Table of Contents 1 2 3 4 5 6 7 8 9 10 11 12 13 14 15 16 17 18 19 20 21 22 23 24 25 Notes DownloadECMA-334 C# Language Specification 14 Expressions 14.6 Unary expressions 14.6.6 Cast expressions
Paragraph 11 A cast-expression is used to explicitly convert an expression to a given type. cast-expression : ( type ) unary-expression
Paragraph 21 A cast-expression of the form (T)E, where T is a type and E is a unary-expression, performs an explicit conversion (§13.2) of the value of E to type T. 2 If no explicit conversion exists from the type of E to T, a compile-time error occurs. 3 Otherwise, the result is the value produced by the explicit conversion. 4 The result is always classified as a value, even if E denotes a variable.
Paragraph 31 The grammar for a cast-expression leads to certain syntactic ambiguities. 2 For example, the expression (x)-y could either be interpreted as a cast-expression (a cast of -y to type x) or as an additive-expression combined with a parenthesized-expression (which computes the value x -y).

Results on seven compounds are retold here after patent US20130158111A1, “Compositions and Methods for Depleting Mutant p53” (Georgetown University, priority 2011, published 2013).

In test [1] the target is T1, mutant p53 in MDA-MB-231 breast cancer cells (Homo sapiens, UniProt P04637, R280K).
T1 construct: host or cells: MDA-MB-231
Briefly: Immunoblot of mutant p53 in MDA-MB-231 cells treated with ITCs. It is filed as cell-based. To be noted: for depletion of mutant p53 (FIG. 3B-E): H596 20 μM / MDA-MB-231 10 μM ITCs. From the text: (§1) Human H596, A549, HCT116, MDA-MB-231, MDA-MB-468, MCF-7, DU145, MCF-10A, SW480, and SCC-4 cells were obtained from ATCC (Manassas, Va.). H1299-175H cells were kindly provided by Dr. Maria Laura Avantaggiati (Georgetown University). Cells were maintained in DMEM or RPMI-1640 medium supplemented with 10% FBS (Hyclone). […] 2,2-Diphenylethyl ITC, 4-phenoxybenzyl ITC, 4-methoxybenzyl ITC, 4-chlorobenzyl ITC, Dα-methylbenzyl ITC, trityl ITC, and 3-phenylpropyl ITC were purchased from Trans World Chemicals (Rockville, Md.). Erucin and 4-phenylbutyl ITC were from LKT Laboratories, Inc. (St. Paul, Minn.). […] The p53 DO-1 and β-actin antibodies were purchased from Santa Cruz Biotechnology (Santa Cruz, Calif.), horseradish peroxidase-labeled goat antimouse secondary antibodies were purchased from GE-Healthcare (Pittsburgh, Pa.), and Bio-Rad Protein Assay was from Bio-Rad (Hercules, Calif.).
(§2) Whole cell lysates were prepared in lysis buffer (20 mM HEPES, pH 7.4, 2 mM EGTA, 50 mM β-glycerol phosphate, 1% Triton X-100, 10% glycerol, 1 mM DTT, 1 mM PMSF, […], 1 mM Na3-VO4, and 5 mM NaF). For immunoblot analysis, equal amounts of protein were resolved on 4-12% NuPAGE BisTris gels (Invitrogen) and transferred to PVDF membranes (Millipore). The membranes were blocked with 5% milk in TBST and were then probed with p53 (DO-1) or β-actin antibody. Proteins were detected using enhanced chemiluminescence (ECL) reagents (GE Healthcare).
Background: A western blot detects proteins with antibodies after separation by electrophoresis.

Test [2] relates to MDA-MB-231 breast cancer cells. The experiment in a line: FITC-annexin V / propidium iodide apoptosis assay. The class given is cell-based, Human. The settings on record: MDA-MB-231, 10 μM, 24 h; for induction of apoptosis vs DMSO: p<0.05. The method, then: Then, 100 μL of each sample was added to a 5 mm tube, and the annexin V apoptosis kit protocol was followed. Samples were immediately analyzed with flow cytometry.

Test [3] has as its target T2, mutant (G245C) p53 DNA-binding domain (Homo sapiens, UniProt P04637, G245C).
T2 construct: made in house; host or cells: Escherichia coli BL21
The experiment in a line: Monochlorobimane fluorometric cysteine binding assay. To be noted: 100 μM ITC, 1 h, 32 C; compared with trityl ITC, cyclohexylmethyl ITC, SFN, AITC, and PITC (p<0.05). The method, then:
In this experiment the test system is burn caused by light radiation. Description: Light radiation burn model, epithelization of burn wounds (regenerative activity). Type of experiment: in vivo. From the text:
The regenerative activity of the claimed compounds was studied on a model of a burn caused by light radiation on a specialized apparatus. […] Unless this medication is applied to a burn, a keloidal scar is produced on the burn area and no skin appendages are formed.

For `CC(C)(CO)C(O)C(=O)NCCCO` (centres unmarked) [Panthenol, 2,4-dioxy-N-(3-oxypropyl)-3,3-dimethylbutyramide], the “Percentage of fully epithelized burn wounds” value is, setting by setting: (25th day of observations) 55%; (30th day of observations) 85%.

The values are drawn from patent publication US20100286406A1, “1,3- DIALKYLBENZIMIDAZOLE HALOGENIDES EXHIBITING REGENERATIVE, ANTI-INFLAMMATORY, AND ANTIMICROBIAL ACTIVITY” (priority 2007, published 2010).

Paragraph 41 To resolve cast-expression ambiguities, the following rule exists: A sequence of one or more tokens (§9.4) enclosed in parentheses is considered the start of a cast-expression only if at least one of the following are true:
[Note: The above rule means that only if the construct is unambiguously a cast-expression is it considered a cast-expression. end note]
Paragraph 51 The term "correct grammar" above means only that the sequence of tokens must conform to the particular grammatical production. 2 It specifically does not consider the actual meaning of any constituent identifiers. 3 For example, if x and y are identifiers, then x.y is correct grammar for a type, even if x.y doesn't actually denote a type. [Note: From the disambiguation rule, it follows that, if x and y are identifiers, (x)y, (x)(y), and (x)(-y) are cast-expressions, but (x)-y is not, even if x identifies a type. However, if x is a keyword that identifies a predefined type (such as int), then all four forms are cast-expressions (because such a keyword could not possibly be an expression by itself). end note]
- 2 The sequence of tokens is correct grammar for a type, but not for an expression.
- 3 The sequence of tokens is correct grammar for a type, and the token immediately following the closing parentheses is the token "~", the token "!", the token "(", an identifier (§9.4.1), a literal (§9.4.4), or any keyword (§9.4.3) except as and is.
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